Maritime Ties

My condolences to those people who have birthdays close to Christmas. It is so easy for them to miss out on gifts. I, however, am lucky enough to have my birthday in January; which means that whatever I didn’t get for Christmas is on sale before my birthday. My dad reads this blog (not a surprise, eh?) and noticed my Christmas Wishes from 2012 – after he’d bought my Christmas presents. So, he decided to have some fun buying me my birthday presents. Maybe I shouldn’t have admitted to a Merchant Marine Veteran that I am bad at tying knots. Ah, but I do give myself credit for noticing what ties us, what connects us.

I was never a Boy Scout. My first classes in knot tying were when I moved to Seattle and began my very intermittent sailing endeavours. One of these days I’ll get a bowline right without having to think about it three times. Getting knots made quick and right was essential, and still is, for sailors. The bowline that takes me a minute and two hands to make can be made one-handed with a practiced flick of the wrist. I’ve seen it. The faster the knot could be made and set to whatever it was attaching, the faster vessels could be made safe and the sooner the company was paid. Tugs and barges relied on such expertise. The faster they could tie up the more likely they were to get a job to move a ship or prove the job was complete; and for safety, letting tonnage drift is usually dangerous so a knot must be made correctly and quickly. I don’t have such needs, and now it is possible to secure almost any household load with velcro, duct tape, buckles, or zip ties.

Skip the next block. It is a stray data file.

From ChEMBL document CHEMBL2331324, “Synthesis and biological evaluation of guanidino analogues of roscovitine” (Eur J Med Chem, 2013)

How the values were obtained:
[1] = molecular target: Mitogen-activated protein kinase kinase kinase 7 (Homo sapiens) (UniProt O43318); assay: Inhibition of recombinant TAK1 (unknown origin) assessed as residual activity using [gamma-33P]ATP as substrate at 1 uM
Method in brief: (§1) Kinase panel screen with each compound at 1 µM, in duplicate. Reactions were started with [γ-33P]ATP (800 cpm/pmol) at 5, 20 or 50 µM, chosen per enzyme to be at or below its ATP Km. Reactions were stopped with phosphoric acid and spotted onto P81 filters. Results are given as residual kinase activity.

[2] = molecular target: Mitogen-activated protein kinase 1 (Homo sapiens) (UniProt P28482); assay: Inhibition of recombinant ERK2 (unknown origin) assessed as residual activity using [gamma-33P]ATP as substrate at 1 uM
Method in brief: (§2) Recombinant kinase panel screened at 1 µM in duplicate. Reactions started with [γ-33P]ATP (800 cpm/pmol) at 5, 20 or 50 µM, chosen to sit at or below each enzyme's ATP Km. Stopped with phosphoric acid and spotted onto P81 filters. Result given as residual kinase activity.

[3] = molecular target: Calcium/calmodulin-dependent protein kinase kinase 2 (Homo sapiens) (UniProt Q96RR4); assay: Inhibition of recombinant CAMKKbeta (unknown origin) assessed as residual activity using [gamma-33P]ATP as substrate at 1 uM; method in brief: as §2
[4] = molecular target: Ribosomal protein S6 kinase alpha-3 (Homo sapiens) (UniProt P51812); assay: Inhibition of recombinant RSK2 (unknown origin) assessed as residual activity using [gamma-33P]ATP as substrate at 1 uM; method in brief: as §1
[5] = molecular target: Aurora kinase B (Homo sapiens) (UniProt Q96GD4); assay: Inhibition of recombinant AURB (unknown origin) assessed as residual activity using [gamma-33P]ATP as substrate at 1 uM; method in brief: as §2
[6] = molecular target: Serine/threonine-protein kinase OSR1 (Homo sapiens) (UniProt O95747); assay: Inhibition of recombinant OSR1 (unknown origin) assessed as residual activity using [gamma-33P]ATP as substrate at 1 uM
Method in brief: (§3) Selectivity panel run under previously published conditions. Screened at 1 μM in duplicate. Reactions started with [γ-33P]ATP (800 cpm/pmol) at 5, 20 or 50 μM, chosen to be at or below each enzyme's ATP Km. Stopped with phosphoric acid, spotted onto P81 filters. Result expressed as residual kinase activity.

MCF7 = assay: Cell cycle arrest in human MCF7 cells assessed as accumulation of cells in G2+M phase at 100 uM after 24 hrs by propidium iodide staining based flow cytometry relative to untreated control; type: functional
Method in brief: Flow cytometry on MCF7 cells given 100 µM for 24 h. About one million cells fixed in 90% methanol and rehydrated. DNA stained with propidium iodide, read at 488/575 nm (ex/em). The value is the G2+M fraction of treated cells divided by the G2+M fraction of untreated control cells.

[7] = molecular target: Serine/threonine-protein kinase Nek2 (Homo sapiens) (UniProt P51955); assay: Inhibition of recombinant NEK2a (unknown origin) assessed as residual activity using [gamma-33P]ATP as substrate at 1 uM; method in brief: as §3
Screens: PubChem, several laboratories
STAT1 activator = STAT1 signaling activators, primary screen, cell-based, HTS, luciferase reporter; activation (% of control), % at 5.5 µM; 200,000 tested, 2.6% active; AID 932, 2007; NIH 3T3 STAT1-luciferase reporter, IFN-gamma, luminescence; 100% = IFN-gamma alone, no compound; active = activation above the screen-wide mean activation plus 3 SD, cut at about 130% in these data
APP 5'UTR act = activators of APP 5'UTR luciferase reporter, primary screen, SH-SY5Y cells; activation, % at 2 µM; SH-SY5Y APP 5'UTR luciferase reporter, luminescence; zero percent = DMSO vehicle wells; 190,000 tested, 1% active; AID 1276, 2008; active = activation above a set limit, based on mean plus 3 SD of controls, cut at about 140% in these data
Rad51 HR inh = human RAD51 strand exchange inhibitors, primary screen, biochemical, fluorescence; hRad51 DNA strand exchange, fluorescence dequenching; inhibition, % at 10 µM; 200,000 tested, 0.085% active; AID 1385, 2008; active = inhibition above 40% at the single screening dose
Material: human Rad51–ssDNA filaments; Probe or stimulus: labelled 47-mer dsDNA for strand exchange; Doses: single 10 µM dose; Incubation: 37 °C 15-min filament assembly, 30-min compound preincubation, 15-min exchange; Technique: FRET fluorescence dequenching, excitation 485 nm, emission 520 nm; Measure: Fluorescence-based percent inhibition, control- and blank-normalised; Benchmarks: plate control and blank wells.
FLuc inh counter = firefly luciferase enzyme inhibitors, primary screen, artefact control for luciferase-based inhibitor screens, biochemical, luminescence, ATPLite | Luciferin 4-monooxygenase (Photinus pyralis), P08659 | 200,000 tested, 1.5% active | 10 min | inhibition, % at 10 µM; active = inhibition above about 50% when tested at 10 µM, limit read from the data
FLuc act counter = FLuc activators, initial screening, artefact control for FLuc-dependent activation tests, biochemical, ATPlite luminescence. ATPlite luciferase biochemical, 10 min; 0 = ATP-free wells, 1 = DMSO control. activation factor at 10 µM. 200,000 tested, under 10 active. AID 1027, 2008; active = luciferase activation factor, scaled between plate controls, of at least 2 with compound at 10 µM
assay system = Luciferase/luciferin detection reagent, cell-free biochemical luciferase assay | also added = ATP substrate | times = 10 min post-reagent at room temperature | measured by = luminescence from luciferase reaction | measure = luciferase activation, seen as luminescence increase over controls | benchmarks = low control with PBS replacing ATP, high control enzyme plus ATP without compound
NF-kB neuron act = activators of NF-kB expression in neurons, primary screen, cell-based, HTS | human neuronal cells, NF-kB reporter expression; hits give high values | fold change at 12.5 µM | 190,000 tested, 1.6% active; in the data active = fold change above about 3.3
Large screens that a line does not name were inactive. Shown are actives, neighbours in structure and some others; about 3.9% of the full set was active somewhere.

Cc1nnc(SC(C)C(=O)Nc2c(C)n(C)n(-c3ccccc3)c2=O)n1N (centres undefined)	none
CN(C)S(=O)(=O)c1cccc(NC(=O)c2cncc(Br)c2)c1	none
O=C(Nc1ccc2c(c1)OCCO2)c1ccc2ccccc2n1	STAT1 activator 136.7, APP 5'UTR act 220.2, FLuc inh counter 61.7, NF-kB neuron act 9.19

I asked for very long zip ties. My dad sent me his versions: one of which actually works as a mariner’s version of a cowboy’s bolo tie. This is a tie. This is a zip tie. I think tying that knot would take me about a week. Oh, and I won’t be wearing my dad’s tie to go dancing. A friend saw it and pointed out that some dancer who had sat out too long might use it to drag me back onto the dance floor. Gag.

I’m reminded of my family’s sailing heritage every day. My dad’s time in the Merchant Marine was in World War II. He drew the unlucky straw and was on one of the ships that picked up the ammunition we no longer needed against the Germans that was then carried halfway around the planet for the invasion of Japan. No smoking, really. By the time he got there a bigger threat had hit another fleet. A Pacific typhoon slammed into Okinawa just before he got there. A couple of generations earlier, one of my ancestors spent time at sea when knots were even more critical. The only power his ship had was the wind that carried him from Liverpool around Africa to India to New York to Liverpool. First Voyage He was sneezed on by a whale, witnessed a suicide across a table, survived a tidal wave, saw Imperial India through his 14 year old rascally innocence, and spent most of the time aboard with an unsolved murder which meant time spent in close proximity to an unrevealed murderer. My life’s adventures are much more benign – well, there was the time in the steel mill, but I digress.

My house has a view of the shipping lanes of Puget Sound. Ships don’t sail anywhere they want. There are traffic lanes, navigation signs, and rules. Every major ship coming in to Seattle, Tacoma, Everett, and Bremerton goes past my house. Container ships, car carriers, bulk freighters, ocean barges bound for Alaska, cruise ships, ice breakers, Coast Guard cutters, research vessels, and plenty of Navy ships from submarines to aircraft carriers steam by while dodging luxury yachts, fishing boats, sailboats, and even kayaks.

November Sunset - Twelve Months at Cultus Bay (Not the solstice, but we not see the sun then.)

November Sunset – Twelve Months at Cultus Bay (Not the solstice, but we might not see the sun then.)